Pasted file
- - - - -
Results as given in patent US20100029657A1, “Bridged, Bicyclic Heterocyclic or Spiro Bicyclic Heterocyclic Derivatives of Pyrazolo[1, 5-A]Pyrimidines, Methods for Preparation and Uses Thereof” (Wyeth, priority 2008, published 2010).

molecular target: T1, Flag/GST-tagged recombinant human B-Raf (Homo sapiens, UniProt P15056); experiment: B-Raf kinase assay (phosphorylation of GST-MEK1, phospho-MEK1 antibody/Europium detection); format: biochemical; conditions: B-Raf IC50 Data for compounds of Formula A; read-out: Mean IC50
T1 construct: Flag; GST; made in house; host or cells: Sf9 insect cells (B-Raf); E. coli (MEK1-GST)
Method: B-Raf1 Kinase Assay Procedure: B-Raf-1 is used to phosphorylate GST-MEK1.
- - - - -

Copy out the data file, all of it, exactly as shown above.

Results as given in patent US20100029657A1, “Bridged, Bicyclic Heterocyclic or Spiro Bicyclic Heterocyclic Derivatives of Pyrazolo[1, 5-A]Pyrimidines, Methods for Preparation and Uses Thereof” (Wyeth, priority 2008, published 2010).

molecular target: T1, Flag/GST-tagged recombinant human B-Raf (Homo sapiens, UniProt P15056); experiment: B-Raf kinase assay (phosphorylation of GST-MEK1, phospho-MEK1 antibody/Europium detection); format: biochemical; conditions: B-Raf IC50 Data for compounds of Formula A; read-out: Mean IC50
T1 construct: Flag; GST; made in house; host or cells: Sf9 insect cells (B-Raf); E. coli (MEK1-GST)
Method: B-Raf1 Kinase Assay Procedure: B-Raf-1 is used to phosphorylate GST-MEK1.